Cathedral of Santa Maria del Fiore (Duomo)
The Cathedral of Santa Maria del Fiore is also known as the Duomo, which is an Italian term for cathedral. Dominating the Florence skyline is the Duomo’s magnificent dome, considered by many to be the most important architectural achievement of the Renaissance. Inside the cathedral, you’ll find stained-glass windows and frescoes by Italian masters, and one of the oldest examples of an hora italica clock in the world. For many, the most impressive part of a visit is a close-up view of the building itself.
Plans for the cathedral were first drawn up in 1294 by the architect Arnolfo di Cambio and construction started two years later. The building was consecrated in 1436, following contributions from several different architects. Arguably the most significant was Filippo Brunelleschi, who designed the dome. At 149 feet (45.5 meters) in diameter, it was the largest structure of its kind anywhere in the world, and remains the largest brick and mortar dome in the world today. Climb the 463 steps (there’s no lift) of the dome for a superb panorama of the city. There is a fee to visit the dome.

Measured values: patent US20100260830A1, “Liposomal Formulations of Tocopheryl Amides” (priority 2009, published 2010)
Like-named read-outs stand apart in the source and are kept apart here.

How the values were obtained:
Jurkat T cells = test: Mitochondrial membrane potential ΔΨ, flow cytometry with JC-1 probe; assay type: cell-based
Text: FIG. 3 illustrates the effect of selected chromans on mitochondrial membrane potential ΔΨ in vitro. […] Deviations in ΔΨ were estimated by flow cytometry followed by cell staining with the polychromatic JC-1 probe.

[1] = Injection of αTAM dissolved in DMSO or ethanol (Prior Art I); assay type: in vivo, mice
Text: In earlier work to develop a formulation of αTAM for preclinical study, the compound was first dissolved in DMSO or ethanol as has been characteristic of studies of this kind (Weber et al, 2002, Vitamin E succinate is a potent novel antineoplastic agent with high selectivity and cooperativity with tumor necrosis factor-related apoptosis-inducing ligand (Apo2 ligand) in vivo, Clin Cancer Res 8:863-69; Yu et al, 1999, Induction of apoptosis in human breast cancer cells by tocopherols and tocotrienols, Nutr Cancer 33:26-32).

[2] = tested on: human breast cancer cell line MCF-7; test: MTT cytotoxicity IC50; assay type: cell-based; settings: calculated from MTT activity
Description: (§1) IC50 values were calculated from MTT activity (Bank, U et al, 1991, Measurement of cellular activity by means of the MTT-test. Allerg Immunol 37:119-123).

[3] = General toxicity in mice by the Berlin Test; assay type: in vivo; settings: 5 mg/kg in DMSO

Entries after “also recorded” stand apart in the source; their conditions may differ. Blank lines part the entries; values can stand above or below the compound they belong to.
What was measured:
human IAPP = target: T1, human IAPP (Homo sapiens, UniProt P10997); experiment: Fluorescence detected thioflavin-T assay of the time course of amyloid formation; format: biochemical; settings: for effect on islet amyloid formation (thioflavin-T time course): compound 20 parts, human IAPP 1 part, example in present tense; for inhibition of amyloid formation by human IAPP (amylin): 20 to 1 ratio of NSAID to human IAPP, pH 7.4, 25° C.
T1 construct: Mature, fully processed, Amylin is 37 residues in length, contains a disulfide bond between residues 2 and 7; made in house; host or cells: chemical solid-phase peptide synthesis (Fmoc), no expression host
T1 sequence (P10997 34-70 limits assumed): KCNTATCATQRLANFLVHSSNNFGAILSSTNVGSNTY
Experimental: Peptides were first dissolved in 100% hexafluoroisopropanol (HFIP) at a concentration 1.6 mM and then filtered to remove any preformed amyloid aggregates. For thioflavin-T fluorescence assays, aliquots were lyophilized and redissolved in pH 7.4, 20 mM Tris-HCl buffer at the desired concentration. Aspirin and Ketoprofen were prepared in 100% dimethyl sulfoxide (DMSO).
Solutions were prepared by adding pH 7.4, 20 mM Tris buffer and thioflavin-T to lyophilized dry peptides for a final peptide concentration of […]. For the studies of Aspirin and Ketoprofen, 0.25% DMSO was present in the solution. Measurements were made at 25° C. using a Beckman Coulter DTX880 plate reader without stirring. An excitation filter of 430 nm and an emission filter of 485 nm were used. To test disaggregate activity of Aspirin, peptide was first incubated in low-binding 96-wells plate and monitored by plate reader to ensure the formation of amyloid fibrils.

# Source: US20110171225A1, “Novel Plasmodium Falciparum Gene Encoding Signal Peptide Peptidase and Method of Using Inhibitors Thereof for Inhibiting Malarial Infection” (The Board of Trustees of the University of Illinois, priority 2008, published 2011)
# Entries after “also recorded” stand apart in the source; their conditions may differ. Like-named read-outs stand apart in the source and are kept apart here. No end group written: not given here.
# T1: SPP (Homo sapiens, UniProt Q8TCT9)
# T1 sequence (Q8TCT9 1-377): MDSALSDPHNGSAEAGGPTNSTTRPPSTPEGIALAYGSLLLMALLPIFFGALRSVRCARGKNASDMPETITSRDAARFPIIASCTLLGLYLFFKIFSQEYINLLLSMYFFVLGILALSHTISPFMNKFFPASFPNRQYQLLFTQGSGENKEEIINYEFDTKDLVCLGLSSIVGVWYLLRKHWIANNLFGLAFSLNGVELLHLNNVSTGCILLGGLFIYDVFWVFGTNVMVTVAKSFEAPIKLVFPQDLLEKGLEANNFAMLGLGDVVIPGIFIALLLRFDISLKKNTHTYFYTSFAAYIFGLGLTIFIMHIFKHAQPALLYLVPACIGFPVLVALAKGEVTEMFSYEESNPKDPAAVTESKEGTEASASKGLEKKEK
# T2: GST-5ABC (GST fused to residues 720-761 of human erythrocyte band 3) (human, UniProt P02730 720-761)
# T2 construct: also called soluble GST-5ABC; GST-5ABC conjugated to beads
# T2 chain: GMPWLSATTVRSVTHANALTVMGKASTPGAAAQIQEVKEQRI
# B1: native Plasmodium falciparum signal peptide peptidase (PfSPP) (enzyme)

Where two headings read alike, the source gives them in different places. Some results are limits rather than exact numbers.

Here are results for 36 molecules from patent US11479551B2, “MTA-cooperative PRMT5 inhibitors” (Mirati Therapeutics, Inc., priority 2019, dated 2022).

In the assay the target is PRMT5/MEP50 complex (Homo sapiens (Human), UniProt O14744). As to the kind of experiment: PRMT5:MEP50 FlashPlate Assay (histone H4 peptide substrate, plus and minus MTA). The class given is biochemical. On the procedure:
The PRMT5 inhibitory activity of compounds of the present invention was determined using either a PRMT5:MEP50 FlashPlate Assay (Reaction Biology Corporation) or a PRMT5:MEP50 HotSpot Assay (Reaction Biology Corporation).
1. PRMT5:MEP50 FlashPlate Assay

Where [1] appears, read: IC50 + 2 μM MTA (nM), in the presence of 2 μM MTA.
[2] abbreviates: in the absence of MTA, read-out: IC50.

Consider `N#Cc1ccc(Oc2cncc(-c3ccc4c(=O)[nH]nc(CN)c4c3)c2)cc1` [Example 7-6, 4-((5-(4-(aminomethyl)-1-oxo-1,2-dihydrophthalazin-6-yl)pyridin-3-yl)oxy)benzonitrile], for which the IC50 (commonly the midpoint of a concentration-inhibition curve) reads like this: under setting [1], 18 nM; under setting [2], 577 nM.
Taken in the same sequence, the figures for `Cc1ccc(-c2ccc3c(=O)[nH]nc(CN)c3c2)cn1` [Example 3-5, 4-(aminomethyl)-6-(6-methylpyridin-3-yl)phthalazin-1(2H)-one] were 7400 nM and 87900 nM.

Join the crowds in the Piazza del Duomo and pause to take in the cathedral’s impressive exterior. The pink, white and green marble of the façade was actually a late addition to the cathedral and completed in the late 1800s.
The 44 stained-glass windows depicting scenes from the Old and New Testaments are among the highlights inside the cathedral. Don’t miss the giant clock above the entrance on the inside of the church. Designed in 1443, this clock is one of the last working examples of an hora italica timepiece, a 24-hour clock on which the last hour falls at sunset.
Santa Maria del Fiore is open daily, except for January 6 (Epiphany). Entry is free. While the lines to enter can be long, they generally move fast. If you are traveling in a group of more than four you may be required to take an audio or radio guide.